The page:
A Week in Scotland

Once we landed in Scotland, we were immediately off to a tough start.

We landed in Inverness on a Sunday morning and our plan was to take the local busses out to Aberlour where we had booked a quaint Airbnb for two nights to indulge in some distillery tours. Apparently my research had betrayed me though, because those “local busses” didn’t run on Sundays. So we sat in the Inverness airport trying to come up with some other way to get there and it seemed as if our only option was to rent a car. We had been avoiding this for a handful of reasons. Firstly because of the expense, and secondly, because neither of us had ever driven a right-drive on the left side of the road. But considering we had no other option, we took the leap and rented the car. As I’m sure you can guess, it all worked out fine because I’m sitting her writing this today. (Thank you Jed for being an amazing and competent driver.)

After our short stay in Aberlour, which turned out to be amazing despite the troubles, we returned the car and took the train to Glasgow. Now here is the brutally honest part of this post: I was not happy to continue on with our trip at this point. We had just forked out a couple hundred dollars to rent a car and then when we got to the train station for Glasgow, we had to fork out a couple hundred more in train tickets. The train was cramped, dirty, and the wifi didn’t work. I was hungry, my suitcase was broken, we were running out of money, and my anxiety was skyrocketing because of all these things. And I missed my dog. So yeah, I can officially say I cried on a train in Europe.

By the time we arrived in Glasgow, Jed and I had resolved to not let the little things ruin our trip, so we checked into our Airbnb and went out for a date night. For the record, date nights solve everything. The next day we completely forgot about the annoyances of the day before and explored the city. We toured the Kelvingrove Museum, scouted out some cute craft breweries, and enjoyed the scenery. We happily concluded that Glasgow is a lot like Portland in a sense that they have great food, hip bars, and a solid art scene. It reminded us of home.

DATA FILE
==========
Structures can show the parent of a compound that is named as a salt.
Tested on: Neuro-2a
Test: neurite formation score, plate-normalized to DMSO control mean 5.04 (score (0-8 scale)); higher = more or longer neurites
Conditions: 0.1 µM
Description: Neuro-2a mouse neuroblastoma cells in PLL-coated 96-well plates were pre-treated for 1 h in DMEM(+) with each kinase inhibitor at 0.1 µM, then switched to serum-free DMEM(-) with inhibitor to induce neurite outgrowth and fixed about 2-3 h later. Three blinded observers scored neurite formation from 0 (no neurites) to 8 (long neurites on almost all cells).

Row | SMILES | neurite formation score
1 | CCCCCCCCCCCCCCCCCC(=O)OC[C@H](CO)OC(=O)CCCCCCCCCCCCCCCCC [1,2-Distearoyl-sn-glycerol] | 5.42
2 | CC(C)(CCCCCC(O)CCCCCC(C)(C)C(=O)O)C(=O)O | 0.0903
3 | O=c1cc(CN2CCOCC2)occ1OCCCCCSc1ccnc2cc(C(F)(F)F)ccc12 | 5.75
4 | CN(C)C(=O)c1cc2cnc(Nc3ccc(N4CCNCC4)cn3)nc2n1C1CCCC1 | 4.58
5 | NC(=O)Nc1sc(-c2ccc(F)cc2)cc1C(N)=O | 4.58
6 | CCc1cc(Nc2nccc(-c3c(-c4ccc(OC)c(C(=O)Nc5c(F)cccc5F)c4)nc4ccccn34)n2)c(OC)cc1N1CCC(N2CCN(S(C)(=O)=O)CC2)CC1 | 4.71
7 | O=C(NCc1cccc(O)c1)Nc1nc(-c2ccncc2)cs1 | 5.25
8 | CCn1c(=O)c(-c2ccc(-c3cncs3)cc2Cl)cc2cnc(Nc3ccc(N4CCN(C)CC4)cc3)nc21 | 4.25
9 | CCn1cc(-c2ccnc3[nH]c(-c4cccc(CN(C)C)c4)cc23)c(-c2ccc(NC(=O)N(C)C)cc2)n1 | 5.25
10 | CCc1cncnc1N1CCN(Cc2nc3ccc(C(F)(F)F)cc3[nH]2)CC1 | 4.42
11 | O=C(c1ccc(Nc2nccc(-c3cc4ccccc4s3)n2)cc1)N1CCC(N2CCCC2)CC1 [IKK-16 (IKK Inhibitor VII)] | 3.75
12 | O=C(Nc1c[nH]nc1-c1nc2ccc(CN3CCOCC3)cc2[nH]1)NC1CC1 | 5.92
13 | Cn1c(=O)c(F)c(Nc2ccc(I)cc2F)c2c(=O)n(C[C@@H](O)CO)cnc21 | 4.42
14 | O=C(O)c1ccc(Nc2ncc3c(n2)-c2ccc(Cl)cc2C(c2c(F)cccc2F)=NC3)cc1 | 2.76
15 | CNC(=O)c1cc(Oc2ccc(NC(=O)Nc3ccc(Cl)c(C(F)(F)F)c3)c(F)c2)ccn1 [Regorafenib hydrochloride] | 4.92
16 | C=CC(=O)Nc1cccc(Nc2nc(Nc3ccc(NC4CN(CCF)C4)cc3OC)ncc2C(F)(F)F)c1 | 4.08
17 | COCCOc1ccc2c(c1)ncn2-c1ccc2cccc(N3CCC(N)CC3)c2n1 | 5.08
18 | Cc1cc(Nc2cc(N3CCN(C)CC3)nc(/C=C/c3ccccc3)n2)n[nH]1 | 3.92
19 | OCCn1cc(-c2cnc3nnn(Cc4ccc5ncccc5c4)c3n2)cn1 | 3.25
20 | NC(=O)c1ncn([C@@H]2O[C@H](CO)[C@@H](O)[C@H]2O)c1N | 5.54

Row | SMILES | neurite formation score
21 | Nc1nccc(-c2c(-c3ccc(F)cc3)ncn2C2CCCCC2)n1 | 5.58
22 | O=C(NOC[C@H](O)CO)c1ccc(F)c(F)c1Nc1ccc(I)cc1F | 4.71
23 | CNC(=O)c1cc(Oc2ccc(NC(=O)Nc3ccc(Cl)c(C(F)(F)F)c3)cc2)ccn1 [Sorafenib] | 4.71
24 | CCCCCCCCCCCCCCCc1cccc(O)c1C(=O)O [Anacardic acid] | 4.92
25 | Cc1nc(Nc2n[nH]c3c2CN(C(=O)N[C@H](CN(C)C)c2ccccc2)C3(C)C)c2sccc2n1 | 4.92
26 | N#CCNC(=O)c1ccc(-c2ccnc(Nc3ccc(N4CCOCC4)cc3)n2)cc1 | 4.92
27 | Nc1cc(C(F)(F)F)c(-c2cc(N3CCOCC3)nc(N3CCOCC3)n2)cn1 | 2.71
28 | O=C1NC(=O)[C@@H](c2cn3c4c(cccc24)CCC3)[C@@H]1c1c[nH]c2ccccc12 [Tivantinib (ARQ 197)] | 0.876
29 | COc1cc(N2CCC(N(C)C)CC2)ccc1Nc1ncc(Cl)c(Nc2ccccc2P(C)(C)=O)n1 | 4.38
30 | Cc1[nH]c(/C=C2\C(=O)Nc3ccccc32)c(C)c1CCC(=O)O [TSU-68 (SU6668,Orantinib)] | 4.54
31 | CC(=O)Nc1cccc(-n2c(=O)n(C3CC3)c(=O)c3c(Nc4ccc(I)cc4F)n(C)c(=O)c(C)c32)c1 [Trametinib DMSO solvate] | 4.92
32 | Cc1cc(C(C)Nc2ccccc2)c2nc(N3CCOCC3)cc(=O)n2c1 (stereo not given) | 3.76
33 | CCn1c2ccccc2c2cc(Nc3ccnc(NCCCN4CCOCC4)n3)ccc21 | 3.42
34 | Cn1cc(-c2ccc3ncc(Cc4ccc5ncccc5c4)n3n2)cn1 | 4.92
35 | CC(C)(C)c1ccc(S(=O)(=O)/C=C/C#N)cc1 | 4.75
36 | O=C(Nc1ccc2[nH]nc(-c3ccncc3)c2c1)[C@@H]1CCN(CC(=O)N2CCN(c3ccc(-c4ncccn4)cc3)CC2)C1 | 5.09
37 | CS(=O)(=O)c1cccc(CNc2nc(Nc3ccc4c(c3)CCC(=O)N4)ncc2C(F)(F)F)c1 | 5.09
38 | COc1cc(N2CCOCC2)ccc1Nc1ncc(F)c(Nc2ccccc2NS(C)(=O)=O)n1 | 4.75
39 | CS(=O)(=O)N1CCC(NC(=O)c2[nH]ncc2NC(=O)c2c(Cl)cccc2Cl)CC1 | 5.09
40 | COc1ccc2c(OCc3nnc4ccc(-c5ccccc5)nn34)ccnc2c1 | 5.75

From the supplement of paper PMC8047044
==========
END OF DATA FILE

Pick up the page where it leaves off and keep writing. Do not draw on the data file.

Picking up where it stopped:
Next on our agenda was to head to Edinburgh for a few days before the final stop: the wedding! We spent our time in Edinburgh wandering the windy streets and alleys, seeing all the famed Harry Potter things, people watching and eating (more) yummy food. On our last night there we hiked Arthur’s Seat to watch the sunset. Arthur’s Seat is an extinct volcano that provides the absolute most amazing view of the city, and as we waited for sunset we watched the rain pass right over the city. The next day we headed out to Dalhouise Castle for my friend’s wedding. We spent the morning of their big day hiking around the grounds and taking photos of the foliage. If you’re ever going to Scotland, I’d absolutely recommend doing so in the fall because the colors are pure magic.

The next day we flew home and got to see our pup and sleep in our own bed. It still feels surreal to check off another few countries from my list. I can honestly say we learned so much on this trip, especially being our first big trip just the two of us, and I’m currently drafting up a blog about all the lessons we brought home with us. For now, all I can say is that travel is not always glamorous, but it is always worth it.